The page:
previous
  • Energy-Smart Details
    Energy-Smart Details
  • Read FHB on Your iPad
    Read FHB on Your iPad
  • 7 Smart Kitchen Solutions
    7 Smart Kitchen Solutions
  • How to Install Housewrap Solo
    How to Install Housewrap Solo
  • Magazine Departments
    Magazine Departments
  • Buyer's Guide to Insulation
    Buyer's Guide to Insulation
  • All about Roofing
    All about Roofing
  • Video: Build a curved step
    Video: Build a curved step
  • Basement Remodeling Tips
    Basement Remodeling Tips
  • Clever daily tip in your inbox
    Clever daily tip in your inbox
  • 7 Small Bathroom Layouts
    7 Small Bathroom Layouts
  • 7 Trim Carpentry Secrets
    7 Trim Carpentry Secrets
  • Play the Inspector Game!
    Play the Inspector Game!
  • The Hobbit House and More
    The Hobbit House and More
  • The Passive House Build
    The Passive House Build
  • Master Carpenter Videos
    Master Carpenter Videos
  • Shorten a Prehung Door
    Shorten a Prehung Door
  • Electrical Articles & Videos
    Electrical Articles & Videos
  • 9 Concrete Countertops Ideas
    9 Concrete Countertops Ideas
  • Tips & Techniques for Painting
    Tips & Techniques for Painting
  • Deck Design & Construction
    Deck Design & Construction
  • Remodeling in Action
    Remodeling in Action
  • 12 Remodeling Secrets
    12 Remodeling Secrets
next
Pin It

Fitting coped crown molding

Before I made this jig, I checked the fit of my coped crown molding the conventional way by climbing the ladder and holding the coped piece in place against the installed section. This method told me that it was either a good fit or that there was a gap, but it failed to tell me where to remove the material to eliminate a gap. All I knew was that there was a high spot or spots somewhere on the hidden coped surface. I then had to locate the high spots and remove them by trial and error, while chanting those special words carefully selected by carpenters to reflect their degree of frustration.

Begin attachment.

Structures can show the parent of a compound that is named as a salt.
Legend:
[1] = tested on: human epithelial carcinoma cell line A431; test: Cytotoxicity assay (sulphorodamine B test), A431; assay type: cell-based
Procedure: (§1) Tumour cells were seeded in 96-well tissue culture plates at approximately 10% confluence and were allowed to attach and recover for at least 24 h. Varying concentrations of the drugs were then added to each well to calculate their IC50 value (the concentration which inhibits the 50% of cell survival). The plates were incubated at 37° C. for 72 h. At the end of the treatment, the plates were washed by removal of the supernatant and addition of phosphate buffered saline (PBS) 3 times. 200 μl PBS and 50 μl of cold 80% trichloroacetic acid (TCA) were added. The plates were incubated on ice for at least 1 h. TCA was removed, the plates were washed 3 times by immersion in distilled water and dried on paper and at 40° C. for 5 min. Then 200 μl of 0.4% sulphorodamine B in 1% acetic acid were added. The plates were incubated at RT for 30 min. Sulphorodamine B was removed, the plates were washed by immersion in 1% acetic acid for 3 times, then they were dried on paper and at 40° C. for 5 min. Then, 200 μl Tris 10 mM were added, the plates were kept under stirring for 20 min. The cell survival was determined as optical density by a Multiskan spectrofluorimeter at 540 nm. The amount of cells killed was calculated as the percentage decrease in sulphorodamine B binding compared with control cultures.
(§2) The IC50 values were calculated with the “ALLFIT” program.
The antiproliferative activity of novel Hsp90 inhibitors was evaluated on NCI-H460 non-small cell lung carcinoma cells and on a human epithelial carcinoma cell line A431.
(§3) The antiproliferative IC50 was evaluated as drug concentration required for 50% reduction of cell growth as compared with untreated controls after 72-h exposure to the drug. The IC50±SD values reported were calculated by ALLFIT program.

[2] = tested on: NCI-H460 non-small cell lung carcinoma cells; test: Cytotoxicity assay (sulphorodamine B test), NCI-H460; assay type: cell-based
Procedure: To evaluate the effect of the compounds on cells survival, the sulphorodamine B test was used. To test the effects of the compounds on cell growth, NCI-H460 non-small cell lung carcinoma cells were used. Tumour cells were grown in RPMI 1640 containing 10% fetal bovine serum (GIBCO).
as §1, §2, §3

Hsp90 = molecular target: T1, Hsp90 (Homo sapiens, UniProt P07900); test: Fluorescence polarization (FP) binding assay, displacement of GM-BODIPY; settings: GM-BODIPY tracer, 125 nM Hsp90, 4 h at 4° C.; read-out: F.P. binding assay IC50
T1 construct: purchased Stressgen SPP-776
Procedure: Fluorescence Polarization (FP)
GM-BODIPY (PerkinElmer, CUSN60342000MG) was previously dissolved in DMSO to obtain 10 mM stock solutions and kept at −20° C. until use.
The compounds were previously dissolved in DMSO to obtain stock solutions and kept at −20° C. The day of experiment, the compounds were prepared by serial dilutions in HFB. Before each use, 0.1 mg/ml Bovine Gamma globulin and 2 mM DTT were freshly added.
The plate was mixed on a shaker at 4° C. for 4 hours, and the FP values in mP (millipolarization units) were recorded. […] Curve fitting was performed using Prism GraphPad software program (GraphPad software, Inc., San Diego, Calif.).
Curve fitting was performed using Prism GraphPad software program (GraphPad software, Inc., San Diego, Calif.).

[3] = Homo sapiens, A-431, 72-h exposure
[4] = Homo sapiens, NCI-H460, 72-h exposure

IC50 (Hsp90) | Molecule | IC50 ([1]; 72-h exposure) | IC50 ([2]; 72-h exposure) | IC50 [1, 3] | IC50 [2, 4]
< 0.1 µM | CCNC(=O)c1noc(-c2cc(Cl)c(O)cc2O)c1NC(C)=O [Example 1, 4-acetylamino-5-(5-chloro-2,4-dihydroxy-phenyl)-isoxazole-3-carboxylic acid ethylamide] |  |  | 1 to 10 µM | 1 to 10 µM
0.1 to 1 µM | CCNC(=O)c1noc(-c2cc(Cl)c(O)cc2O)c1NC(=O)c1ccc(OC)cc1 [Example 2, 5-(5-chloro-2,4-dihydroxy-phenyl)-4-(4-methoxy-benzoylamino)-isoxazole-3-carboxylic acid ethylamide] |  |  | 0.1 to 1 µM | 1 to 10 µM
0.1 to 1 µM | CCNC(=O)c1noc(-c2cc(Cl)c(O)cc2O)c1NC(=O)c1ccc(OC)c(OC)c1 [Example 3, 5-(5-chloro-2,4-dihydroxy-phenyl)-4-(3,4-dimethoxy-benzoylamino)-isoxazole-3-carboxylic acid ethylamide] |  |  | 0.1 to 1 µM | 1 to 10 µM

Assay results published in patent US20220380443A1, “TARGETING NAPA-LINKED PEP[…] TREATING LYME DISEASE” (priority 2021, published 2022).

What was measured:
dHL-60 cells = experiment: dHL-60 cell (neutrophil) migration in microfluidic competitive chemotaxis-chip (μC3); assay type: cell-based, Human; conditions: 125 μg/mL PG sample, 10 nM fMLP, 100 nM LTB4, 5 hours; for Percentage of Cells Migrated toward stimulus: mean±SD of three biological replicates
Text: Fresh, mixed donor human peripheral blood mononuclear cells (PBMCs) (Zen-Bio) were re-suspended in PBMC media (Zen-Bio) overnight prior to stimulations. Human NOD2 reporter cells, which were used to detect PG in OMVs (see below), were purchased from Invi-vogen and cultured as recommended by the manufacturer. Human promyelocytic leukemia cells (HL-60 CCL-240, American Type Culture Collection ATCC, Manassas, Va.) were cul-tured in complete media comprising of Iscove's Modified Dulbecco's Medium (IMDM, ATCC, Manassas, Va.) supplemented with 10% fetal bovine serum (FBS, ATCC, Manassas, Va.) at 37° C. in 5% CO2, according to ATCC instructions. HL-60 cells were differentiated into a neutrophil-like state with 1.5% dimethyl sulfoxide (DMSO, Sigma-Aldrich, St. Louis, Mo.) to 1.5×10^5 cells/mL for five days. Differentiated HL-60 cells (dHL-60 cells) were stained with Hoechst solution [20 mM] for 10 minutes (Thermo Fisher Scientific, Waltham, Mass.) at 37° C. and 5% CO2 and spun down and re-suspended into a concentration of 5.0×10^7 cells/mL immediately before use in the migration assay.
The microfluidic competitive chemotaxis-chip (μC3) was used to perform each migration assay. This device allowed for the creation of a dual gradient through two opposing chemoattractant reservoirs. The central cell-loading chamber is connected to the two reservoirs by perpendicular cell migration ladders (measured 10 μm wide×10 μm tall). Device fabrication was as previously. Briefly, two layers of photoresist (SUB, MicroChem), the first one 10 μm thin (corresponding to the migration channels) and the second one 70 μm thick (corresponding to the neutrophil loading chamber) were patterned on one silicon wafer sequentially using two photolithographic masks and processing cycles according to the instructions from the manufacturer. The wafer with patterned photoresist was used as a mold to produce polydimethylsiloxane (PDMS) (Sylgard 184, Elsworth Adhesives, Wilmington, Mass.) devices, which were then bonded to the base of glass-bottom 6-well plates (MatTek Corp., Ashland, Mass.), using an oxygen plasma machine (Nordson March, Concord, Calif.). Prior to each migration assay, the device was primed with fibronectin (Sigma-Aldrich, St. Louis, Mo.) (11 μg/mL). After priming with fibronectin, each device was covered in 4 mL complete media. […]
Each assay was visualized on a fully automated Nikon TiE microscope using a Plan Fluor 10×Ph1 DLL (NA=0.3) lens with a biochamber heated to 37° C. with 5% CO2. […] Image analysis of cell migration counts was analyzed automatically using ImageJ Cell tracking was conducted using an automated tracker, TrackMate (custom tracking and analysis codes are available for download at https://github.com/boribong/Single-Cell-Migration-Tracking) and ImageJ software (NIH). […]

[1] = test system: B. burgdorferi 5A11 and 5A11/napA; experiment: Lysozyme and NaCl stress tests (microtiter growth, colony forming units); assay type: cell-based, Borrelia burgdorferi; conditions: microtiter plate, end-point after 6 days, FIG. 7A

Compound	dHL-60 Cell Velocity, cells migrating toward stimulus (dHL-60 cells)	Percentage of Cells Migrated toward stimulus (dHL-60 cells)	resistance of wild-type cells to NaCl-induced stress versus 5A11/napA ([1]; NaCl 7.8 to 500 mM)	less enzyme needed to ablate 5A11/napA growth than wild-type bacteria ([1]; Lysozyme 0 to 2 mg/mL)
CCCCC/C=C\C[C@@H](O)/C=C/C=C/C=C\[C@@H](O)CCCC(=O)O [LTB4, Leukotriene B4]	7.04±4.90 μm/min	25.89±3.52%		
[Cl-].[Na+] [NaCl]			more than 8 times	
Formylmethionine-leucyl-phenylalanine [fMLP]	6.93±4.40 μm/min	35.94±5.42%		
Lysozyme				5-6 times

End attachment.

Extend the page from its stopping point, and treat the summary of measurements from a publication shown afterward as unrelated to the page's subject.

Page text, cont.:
With the fixture shown in the drawing, I am able to check my coping without climbing a ladder, and if it is not a good fit, I am able to see exactly where and how much material needs to be removed. I simply slide my coped section into the fixture until it engages the sample piece of crown, as shown in the drawing. If a gap exists between their front faces, I view the hidden coped face through the viewing window. This enables me to identify where and how much more fitting is required by the amount and position of the light shining through the gap. (High spots allow no light to show through.) I usually get all the high spots on the first go. The fit is confirmed by a quick recheck on the fixture, and it’s up the ladder for installation.

The installed sample and the guide position can be changed to suit the particular crown molding being installed. Although I use separate left and right jigs, they can be modified easily to check both left- and right-hand coping by duplicating the window component— representing a wall and made of plywood—and attaching it to the front edge of the base together with the installation of a second guide.


Colin Siddall, St. Paul, Alberta, ca